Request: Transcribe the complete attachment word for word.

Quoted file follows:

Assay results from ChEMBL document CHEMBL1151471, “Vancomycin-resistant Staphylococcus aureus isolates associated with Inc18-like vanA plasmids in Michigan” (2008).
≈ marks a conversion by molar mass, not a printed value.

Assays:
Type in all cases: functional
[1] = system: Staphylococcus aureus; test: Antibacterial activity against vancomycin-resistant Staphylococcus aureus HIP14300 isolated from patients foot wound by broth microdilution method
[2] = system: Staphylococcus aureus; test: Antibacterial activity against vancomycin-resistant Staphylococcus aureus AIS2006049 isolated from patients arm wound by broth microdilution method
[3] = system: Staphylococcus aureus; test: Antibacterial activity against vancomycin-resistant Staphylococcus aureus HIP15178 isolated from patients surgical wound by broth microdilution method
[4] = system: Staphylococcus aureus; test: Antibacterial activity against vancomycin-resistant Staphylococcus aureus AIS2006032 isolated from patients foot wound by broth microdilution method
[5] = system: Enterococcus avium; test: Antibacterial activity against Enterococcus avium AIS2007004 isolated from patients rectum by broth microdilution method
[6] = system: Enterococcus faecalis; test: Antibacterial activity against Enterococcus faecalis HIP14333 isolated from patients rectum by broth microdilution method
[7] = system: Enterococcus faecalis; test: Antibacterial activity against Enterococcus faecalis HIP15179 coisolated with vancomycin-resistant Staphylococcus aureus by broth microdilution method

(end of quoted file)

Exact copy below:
Assay results from ChEMBL document CHEMBL1151471, “Vancomycin-resistant Staphylococcus aureus isolates associated with Inc18-like vanA plasmids in Michigan” (2008).
≈ marks a conversion by molar mass, not a printed value.

Assays:
Type in all cases: functional
[1] = system: Staphylococcus aureus; test: Antibacterial activity against vancomycin-resistant Staphylococcus aureus HIP14300 isolated from patients foot wound by broth microdilution method
[2] = system: Staphylococcus aureus; test: Antibacterial activity against vancomycin-resistant Staphylococcus aureus AIS2006049 isolated from patients arm wound by broth microdilution method
[3] = system: Staphylococcus aureus; test: Antibacterial activity against vancomycin-resistant Staphylococcus aureus HIP15178 isolated from patients surgical wound by broth microdilution method
[4] = system: Staphylococcus aureus; test: Antibacterial activity against vancomycin-resistant Staphylococcus aureus AIS2006032 isolated from patients foot wound by broth microdilution method
[5] = system: Enterococcus avium; test: Antibacterial activity against Enterococcus avium AIS2007004 isolated from patients rectum by broth microdilution method
[6] = system: Enterococcus faecalis; test: Antibacterial activity against Enterococcus faecalis HIP14333 isolated from patients rectum by broth microdilution method
[7] = system: Enterococcus faecalis; test: Antibacterial activity against Enterococcus faecalis HIP15179 coisolated with vancomycin-resistant Staphylococcus aureus by broth microdilution method